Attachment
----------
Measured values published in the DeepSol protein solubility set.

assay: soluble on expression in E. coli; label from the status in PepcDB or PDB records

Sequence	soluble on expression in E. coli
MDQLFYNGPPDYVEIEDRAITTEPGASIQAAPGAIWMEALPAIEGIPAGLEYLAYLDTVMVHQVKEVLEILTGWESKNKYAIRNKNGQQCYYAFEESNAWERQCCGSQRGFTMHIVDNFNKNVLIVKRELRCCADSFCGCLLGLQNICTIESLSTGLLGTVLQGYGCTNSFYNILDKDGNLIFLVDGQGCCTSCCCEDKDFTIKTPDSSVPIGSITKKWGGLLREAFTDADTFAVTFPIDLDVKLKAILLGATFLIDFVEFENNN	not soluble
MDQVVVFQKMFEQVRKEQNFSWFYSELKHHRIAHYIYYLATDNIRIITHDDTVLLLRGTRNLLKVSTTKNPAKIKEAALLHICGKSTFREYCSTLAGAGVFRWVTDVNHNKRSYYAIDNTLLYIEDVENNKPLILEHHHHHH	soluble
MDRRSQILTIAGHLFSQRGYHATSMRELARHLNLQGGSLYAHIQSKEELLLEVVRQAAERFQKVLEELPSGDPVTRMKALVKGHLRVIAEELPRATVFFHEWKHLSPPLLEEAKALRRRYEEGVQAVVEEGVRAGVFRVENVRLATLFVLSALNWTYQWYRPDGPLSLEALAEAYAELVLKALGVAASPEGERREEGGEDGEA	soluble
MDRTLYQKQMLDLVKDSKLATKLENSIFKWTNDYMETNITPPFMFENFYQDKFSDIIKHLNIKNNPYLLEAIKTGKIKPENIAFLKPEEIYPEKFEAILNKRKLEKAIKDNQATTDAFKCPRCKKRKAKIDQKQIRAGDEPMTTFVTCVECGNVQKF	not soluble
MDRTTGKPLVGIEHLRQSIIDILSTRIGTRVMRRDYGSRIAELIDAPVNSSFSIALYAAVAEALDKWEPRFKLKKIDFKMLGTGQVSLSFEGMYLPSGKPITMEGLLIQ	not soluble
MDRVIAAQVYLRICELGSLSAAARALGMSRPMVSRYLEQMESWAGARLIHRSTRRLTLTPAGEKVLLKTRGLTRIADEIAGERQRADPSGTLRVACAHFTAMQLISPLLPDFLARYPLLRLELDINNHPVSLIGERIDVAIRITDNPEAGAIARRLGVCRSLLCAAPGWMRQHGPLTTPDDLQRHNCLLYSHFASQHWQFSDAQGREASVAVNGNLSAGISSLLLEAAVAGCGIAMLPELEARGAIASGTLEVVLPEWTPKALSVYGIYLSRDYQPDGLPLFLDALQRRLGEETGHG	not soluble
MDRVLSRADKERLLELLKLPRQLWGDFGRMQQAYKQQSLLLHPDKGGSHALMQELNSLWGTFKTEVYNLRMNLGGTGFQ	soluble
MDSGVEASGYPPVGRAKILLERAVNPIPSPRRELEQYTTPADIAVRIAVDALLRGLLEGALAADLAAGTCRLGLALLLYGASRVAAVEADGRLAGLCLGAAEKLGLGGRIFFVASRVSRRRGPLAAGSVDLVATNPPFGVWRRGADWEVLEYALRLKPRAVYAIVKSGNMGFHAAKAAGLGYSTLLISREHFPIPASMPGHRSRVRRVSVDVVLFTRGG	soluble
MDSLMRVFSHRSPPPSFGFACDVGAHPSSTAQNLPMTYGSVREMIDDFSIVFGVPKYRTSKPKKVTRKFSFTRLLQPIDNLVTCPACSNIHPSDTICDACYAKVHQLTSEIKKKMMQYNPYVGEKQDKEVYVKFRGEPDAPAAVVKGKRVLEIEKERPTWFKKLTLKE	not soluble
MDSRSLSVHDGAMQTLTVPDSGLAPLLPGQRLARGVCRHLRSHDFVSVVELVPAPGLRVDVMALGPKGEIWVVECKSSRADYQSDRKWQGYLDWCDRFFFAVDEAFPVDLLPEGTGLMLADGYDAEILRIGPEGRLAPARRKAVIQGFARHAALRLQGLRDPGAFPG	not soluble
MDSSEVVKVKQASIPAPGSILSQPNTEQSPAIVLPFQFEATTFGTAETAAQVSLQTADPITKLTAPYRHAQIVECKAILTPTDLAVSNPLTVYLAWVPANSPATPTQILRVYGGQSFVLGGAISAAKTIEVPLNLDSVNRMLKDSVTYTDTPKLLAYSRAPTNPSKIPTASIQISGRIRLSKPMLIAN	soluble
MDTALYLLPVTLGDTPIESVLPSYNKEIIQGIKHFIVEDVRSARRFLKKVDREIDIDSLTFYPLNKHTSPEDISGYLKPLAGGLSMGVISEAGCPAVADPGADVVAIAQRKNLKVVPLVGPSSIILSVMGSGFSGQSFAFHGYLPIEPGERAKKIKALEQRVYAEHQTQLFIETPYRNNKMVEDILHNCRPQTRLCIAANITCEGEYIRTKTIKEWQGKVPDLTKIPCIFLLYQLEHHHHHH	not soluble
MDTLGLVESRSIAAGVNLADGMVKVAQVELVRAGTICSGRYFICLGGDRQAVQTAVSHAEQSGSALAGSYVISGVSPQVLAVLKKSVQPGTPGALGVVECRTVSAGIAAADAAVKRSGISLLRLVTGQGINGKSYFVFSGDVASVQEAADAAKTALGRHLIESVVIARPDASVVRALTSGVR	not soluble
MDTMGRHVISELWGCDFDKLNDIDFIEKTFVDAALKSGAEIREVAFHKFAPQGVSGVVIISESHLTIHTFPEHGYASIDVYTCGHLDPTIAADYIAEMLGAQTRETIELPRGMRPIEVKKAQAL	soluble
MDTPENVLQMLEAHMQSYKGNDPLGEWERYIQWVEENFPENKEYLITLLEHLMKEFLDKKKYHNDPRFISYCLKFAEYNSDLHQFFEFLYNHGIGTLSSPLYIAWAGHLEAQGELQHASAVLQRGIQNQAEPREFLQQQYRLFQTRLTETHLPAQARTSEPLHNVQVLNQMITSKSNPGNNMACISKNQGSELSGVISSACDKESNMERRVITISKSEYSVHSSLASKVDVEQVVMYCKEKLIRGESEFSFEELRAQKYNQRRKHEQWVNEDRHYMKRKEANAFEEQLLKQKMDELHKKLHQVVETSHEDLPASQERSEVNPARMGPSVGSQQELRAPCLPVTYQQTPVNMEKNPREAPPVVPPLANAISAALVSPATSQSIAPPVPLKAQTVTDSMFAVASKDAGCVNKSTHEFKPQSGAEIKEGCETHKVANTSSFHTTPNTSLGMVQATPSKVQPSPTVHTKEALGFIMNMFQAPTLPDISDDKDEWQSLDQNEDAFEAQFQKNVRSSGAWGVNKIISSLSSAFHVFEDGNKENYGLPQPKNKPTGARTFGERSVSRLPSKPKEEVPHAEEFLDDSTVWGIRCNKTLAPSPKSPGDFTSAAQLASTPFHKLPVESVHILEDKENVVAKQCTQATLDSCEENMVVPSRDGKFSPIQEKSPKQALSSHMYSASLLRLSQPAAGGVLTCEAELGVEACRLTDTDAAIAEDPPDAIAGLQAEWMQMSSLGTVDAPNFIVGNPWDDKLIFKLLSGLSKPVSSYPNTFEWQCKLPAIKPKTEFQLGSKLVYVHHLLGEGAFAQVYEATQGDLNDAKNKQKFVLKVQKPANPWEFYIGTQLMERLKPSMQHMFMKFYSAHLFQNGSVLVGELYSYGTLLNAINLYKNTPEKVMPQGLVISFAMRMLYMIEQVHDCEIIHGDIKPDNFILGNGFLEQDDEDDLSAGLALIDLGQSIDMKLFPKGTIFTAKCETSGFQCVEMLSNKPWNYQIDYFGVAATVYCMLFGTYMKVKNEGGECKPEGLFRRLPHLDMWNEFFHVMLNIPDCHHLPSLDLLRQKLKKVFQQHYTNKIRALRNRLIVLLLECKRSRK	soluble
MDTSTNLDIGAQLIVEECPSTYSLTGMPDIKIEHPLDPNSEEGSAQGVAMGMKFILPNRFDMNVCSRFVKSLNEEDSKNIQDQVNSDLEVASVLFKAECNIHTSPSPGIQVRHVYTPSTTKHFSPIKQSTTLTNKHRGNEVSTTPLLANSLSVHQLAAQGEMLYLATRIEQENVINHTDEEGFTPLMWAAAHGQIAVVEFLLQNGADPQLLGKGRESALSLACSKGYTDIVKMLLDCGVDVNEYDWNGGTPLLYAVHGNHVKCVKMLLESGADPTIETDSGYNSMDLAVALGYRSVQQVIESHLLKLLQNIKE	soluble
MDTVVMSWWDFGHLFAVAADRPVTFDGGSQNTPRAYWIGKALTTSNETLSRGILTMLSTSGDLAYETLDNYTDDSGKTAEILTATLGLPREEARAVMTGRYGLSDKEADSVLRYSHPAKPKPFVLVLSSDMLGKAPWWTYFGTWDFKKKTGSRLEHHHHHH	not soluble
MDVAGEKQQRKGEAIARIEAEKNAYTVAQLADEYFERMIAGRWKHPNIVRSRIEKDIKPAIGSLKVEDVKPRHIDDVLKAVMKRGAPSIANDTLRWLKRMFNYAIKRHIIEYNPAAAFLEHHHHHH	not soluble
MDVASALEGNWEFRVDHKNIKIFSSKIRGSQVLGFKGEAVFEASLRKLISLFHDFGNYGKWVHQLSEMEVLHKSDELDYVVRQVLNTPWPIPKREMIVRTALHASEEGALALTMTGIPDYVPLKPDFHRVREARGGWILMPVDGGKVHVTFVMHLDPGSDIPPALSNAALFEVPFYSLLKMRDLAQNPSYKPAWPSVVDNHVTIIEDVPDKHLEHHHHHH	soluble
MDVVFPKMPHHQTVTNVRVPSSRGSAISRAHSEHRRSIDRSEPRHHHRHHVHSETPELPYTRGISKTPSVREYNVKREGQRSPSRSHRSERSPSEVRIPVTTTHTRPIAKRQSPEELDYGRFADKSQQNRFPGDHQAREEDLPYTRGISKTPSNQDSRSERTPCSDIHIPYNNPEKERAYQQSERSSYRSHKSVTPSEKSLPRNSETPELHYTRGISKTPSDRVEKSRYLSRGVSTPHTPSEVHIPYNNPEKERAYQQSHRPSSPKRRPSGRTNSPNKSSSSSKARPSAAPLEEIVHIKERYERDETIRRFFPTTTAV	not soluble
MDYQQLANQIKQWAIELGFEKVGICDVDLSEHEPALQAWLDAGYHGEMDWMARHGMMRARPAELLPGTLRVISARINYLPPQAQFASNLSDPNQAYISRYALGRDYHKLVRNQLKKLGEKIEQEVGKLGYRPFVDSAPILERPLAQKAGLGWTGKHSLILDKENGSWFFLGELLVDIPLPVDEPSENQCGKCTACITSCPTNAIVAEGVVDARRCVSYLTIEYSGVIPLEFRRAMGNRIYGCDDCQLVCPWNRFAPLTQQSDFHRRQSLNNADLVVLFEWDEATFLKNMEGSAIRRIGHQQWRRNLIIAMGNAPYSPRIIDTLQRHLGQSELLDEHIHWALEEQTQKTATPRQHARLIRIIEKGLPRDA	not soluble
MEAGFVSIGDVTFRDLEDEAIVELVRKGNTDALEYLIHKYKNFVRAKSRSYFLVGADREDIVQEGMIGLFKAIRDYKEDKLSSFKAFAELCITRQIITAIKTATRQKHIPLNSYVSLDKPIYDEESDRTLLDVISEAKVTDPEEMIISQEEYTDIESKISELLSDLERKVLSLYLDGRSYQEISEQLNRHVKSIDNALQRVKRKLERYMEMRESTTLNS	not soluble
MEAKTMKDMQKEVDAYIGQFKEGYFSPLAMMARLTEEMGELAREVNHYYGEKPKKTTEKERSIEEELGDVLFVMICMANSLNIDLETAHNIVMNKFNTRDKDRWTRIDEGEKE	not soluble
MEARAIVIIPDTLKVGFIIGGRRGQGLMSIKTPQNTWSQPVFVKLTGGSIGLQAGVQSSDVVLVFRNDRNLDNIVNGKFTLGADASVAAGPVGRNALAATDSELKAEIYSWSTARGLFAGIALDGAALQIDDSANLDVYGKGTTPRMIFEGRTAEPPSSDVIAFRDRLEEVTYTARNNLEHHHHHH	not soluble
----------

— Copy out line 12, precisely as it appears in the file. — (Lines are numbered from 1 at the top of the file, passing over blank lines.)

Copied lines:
MDSLMRVFSHRSPPPSFGFACDVGAHPSSTAQNLPMTYGSVREMIDDFSIVFGVPKYRTSKPKKVTRKFSFTRLLQPIDNLVTCPACSNIHPSDTICDACYAKVHQLTSEIKKKMMQYNPYVGEKQDKEVYVKFRGEPDAPAAVVKGKRVLEIEKERPTWFKKLTLKE	not soluble